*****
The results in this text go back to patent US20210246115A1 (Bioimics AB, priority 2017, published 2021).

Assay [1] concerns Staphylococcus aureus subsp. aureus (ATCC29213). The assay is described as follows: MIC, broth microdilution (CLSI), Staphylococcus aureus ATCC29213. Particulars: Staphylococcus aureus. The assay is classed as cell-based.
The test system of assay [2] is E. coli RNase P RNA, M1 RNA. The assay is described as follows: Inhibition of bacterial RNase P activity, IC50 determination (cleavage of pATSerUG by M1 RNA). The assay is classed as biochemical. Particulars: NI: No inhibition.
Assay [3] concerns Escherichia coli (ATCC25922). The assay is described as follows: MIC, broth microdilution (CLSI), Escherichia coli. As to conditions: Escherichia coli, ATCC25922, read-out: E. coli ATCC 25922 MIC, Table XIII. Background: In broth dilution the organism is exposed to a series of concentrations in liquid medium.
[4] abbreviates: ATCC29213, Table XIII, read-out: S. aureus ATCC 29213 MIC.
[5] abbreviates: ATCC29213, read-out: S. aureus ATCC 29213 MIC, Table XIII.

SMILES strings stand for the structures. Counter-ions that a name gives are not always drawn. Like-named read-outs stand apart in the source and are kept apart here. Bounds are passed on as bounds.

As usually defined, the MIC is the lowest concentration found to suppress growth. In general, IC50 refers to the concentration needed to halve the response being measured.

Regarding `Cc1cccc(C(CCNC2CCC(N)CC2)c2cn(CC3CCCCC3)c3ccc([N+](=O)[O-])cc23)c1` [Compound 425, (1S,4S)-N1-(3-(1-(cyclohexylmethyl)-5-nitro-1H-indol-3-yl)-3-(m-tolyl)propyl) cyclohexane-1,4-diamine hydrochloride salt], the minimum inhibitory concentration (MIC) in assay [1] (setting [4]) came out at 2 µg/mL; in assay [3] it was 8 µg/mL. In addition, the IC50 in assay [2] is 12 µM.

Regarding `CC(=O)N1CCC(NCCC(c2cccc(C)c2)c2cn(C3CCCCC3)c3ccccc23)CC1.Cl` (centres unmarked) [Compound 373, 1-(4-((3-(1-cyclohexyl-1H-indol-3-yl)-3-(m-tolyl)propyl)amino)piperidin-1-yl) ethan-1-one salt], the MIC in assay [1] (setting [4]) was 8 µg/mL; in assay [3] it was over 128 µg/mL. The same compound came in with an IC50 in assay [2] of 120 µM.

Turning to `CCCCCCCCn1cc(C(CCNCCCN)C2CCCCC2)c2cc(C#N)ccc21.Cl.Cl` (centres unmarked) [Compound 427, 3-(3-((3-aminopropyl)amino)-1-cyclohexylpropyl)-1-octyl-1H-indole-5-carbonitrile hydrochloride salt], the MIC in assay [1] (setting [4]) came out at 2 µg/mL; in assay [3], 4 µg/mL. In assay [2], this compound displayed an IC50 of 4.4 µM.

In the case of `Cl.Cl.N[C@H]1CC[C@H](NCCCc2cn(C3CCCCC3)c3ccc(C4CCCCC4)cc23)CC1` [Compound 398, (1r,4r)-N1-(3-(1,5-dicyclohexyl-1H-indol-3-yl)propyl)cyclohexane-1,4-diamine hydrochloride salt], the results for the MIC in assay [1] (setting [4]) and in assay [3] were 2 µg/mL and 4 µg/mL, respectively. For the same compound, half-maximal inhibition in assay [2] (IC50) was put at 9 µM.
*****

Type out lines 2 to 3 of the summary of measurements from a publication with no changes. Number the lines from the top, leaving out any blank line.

Assay [1] concerns Staphylococcus aureus subsp. aureus (ATCC29213). The assay is described as follows: MIC, broth microdilution (CLSI), Staphylococcus aureus ATCC29213. Particulars: Staphylococcus aureus. The assay is classed as cell-based.
The test system of assay [2] is E. coli RNase P RNA, M1 RNA. The assay is described as follows: Inhibition of bacterial RNase P activity, IC50 determination (cleavage of pATSerUG by M1 RNA). The assay is classed as biochemical. Particulars: NI: No inhibition.